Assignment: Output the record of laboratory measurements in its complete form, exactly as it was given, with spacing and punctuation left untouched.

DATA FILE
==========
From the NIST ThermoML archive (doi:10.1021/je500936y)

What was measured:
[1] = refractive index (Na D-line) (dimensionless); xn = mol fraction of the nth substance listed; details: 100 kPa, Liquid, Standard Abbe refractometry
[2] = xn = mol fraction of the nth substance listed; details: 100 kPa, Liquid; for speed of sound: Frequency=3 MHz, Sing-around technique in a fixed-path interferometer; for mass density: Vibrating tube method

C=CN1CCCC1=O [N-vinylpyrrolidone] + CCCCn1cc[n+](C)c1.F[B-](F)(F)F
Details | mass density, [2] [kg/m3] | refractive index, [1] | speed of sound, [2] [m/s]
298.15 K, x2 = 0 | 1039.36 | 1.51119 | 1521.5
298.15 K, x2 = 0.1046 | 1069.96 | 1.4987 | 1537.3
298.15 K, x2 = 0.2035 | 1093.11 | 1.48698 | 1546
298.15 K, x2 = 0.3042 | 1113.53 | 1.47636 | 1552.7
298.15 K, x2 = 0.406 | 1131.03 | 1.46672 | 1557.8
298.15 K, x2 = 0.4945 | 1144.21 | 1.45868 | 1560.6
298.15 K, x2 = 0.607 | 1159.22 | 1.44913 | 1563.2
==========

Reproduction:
From the NIST ThermoML archive (doi:10.1021/je500936y)

What was measured:
[1] = refractive index (Na D-line) (dimensionless); xn = mol fraction of the nth substance listed; details: 100 kPa, Liquid, Standard Abbe refractometry
[2] = xn = mol fraction of the nth substance listed; details: 100 kPa, Liquid; for speed of sound: Frequency=3 MHz, Sing-around technique in a fixed-path interferometer; for mass density: Vibrating tube method

C=CN1CCCC1=O [N-vinylpyrrolidone] + CCCCn1cc[n+](C)c1.F[B-](F)(F)F
Details | mass density, [2] [kg/m3] | refractive index, [1] | speed of sound, [2] [m/s]
298.15 K, x2 = 0 | 1039.36 | 1.51119 | 1521.5
298.15 K, x2 = 0.1046 | 1069.96 | 1.4987 | 1537.3
298.15 K, x2 = 0.2035 | 1093.11 | 1.48698 | 1546
298.15 K, x2 = 0.3042 | 1113.53 | 1.47636 | 1552.7
298.15 K, x2 = 0.406 | 1131.03 | 1.46672 | 1557.8
298.15 K, x2 = 0.4945 | 1144.21 | 1.45868 | 1560.6
298.15 K, x2 = 0.607 | 1159.22 | 1.44913 | 1563.2